Editor’s note: The Jackson County Prevention Coalition is part of the Alliance of Coalitions for Change.
We know that spirits consumption, both for adults and youth, is on the rise nationwide and in Iowa. While underage drinking in Iowa had been decreasing significantly over the past 15 years, the most recent Iowa Youth Survey showed that alcohol use among 8th graders increased a whopping 35% from 2016 to 2018. Alcohol-involved deaths have doubled in the past decade and Iowans are dying from both short-term alcohol harms, such as alcohol-impaired driving and suicides, and long-term alcohol harms, including alcohol-related cancers and liver cirrhosis.
However, we can work to prevent youth drinking and this tragic loss of life. Research has made it clear that increases in alcohol accessibility are directly related to increases in sales, consumption, and harms. There is a tremendous rise in convenience stores selling hard liquor in our state, particularly since 2012 after legislation allowed gas stations to expand their product offerings.
A couple of policies known to prevent youth use and excessive alcohol consumption include monitoring youth access to alcohol through routine alcohol compliance checks and instituting pricing controls that increase the price of the alcohol.
There is current discussion in Iowa to set a minimum price floor on a subset of spirit-based products. This is an opportunity to address substance use harms. Liquor is a product that is increasingly the drink of choice in Iowa behind beer. In Iowa, we recognize the fact that spirits have unique harms for individuals and communities by having the state serve as the wholesaler of the product.
We often hear of the concerns regarding the pandemic and its effects on small businesses. We agree that small businesses are vitally important to each and every community in Iowa.
The current reality is spirits manufacturers continue to see profit increases, including in the midst of the pandemic. Liquor sales in Iowa are up 8.2% from last year based on the new Alcohol Beverage Division (ABD) annual report. These data suggest spirits producers are not hurting, but our youth and communities in Iowa certainly are.
Dr. Paul Gilbert, University of Iowa College of Public Health assistant professor who researches drinking patterns and alcohol related harms, said during a recent ABD Commission meeting, “The number of Iowans who are heavy and binge drinkers is consistently above the national average.”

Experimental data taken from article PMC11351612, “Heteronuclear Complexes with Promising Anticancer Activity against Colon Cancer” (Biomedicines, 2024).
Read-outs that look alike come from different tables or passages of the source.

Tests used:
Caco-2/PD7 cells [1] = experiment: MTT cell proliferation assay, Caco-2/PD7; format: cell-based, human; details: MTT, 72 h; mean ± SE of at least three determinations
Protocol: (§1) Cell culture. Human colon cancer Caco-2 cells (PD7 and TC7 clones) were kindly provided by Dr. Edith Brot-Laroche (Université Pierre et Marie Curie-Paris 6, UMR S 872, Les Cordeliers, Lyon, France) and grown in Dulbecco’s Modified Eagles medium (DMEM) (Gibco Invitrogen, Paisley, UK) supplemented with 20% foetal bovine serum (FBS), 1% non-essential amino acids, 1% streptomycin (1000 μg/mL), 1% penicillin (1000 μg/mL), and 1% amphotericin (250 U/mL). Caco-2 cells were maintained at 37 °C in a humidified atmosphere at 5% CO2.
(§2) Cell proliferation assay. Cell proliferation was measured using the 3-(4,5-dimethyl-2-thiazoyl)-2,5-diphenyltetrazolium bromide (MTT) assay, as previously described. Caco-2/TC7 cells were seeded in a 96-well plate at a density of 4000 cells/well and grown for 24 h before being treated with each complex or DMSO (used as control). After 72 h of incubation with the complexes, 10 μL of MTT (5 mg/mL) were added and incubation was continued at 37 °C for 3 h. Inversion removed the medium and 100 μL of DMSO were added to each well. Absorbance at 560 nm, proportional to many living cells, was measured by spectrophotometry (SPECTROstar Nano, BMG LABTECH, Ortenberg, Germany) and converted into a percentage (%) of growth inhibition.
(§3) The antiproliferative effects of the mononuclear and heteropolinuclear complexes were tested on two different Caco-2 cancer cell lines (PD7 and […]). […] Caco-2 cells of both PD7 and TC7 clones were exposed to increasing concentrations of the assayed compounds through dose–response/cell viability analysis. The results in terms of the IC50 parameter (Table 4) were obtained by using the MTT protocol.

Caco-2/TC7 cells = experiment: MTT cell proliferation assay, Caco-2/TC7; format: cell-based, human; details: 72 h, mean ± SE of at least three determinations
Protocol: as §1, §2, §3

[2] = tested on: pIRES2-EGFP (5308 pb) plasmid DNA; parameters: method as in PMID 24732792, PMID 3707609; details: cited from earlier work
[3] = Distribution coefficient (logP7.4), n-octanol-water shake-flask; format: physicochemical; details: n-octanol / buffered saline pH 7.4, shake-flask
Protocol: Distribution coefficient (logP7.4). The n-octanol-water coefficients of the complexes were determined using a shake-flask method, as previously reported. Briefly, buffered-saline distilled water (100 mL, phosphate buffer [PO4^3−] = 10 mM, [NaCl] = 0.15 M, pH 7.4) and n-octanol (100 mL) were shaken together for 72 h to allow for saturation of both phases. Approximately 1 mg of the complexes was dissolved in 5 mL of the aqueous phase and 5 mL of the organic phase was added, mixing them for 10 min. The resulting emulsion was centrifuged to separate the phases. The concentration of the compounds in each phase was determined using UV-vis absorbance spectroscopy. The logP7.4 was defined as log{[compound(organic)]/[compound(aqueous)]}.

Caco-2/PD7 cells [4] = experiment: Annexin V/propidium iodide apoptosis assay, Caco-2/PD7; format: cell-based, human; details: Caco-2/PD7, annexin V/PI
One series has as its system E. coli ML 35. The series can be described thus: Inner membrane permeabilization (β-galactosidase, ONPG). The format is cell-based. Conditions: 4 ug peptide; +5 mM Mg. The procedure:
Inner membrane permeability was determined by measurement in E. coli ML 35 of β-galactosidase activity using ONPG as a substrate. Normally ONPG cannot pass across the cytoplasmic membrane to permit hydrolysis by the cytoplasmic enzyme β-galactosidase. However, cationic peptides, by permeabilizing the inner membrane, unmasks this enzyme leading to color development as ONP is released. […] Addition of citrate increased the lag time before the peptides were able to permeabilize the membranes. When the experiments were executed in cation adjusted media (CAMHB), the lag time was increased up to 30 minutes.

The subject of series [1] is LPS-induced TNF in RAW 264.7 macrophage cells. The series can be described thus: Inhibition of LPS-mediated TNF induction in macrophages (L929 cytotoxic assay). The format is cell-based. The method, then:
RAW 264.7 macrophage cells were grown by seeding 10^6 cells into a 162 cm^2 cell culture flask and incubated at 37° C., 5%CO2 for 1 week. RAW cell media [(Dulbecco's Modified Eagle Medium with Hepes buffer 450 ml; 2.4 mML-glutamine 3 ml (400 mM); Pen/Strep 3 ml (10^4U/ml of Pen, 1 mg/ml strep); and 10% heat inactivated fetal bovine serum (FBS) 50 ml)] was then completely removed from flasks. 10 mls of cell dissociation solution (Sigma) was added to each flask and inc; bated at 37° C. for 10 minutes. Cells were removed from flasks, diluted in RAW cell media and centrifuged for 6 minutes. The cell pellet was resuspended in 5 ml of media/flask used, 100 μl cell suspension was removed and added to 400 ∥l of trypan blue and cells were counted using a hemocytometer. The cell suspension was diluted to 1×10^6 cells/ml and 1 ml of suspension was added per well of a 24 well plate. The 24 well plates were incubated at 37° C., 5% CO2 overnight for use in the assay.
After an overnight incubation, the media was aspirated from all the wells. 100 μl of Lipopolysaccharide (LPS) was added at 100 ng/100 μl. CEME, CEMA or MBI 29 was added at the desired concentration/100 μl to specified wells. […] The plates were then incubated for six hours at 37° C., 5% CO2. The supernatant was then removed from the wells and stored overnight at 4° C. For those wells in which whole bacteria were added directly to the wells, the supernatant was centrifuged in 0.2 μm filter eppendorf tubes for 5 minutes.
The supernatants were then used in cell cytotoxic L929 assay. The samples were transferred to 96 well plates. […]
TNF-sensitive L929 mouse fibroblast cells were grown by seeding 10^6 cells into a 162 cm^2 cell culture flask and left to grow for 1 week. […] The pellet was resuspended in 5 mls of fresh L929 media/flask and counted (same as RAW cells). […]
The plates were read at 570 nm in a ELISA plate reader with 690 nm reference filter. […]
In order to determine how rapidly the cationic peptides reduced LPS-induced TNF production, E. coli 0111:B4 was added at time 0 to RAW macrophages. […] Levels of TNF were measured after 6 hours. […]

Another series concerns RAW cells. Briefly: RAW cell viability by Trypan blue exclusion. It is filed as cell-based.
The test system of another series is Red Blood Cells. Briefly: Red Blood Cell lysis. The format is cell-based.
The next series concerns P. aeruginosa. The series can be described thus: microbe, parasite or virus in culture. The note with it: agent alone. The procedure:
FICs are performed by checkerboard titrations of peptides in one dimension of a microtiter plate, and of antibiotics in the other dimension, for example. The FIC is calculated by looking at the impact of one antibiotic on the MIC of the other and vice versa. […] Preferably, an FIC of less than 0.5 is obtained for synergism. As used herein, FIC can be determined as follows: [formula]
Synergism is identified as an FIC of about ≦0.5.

In fact, the recent America’s Health Rankings moved Iowa down from having the second highest excessive drinking rate in the nation to the fifth highest between their 2019 and 2020 reports, from 23.7% to 22.5% respectively. A step in the right direction, but still an extremely high rate and ranking.
The ABD report notes $133 million was added to the state’s general fund. Excessive drinking exerts a tremendous economic burden. According to the CDC, excessive drinking in Iowa costs $1.9 billion each year which includes lost work productivity, health care expenses, criminal justice, motor vehicle crash costs, and property damage. This $1.9 billion in costs to Iowans each year is around $1.59 per drink and $635 per person, even for the 40% of Iowans who have not consumed alcohol in the past 30 days.
We know the price floor is not a silver bullet, but it is a start.
Dr. Gilbert stated, “Taxation and price controls are recommended strategies with a strong base of scientific evidence” and “recent research has shown that alcohol taxes do not generate enough revenue to offset alcohol-related expenses.”
As prevention specialists working at the local level, this pricing policy can help us do our job more effectively by directly reducing underage drinking and heavy drinking among adults, thereby preventing alcohol-related deaths in Iowa. Please understand, price matters, particularly for young people and heavy drinkers.
The Alliance of Coalitions for Change, a statewide network, is in full support of the minimum price floor on the small percentage of specific products identified to reduce both consumption levels of high-risk populations and the health and societal harms. We are also in support of a portion of the increased profits coming from hard liquor sales to be directed to county prevention coalitions and evidence-based strategies such as an alcohol compliance check system in Iowa like tobacco has. Now is the time to implement effective strategies to reduce societal costs and save lives.
In the words of our alcohol research experts in Iowa, “The COVID-19 pandemic makes action to reduce drinking especially important. One of the direct effects of alcohol is that it weakens the body’s immune response. We also know that exposure to traumatic events is associated with heavier drinking and greater likelihood of developing alcohol dependence. We’re starting to see indications of increased drinking in Iowa. An increase in alcohol-related problems cannot be far behind.”